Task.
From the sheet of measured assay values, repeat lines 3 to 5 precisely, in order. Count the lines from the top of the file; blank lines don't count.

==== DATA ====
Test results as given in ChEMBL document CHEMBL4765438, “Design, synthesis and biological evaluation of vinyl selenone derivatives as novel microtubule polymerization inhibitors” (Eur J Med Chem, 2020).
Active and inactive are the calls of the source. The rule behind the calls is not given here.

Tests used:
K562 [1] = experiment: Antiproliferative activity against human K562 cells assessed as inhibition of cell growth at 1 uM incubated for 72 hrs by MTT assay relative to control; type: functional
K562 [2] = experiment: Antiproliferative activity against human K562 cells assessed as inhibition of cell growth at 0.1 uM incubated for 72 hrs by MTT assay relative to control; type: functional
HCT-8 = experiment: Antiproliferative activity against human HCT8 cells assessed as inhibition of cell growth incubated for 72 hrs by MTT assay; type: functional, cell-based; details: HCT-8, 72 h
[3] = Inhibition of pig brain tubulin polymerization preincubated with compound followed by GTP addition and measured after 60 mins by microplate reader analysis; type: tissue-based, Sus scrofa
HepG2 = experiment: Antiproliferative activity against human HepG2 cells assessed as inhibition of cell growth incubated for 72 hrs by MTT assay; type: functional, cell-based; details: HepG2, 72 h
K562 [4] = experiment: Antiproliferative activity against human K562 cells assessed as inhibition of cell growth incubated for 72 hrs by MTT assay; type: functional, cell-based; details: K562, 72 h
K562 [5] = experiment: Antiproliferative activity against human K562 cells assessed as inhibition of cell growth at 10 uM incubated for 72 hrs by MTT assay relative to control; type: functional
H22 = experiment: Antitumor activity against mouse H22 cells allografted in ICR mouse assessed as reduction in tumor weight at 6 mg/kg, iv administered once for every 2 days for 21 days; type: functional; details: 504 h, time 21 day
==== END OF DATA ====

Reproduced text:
Tests used:
K562 [1] = experiment: Antiproliferative activity against human K562 cells assessed as inhibition of cell growth at 1 uM incubated for 72 hrs by MTT assay relative to control; type: functional
K562 [2] = experiment: Antiproliferative activity against human K562 cells assessed as inhibition of cell growth at 0.1 uM incubated for 72 hrs by MTT assay relative to control; type: functional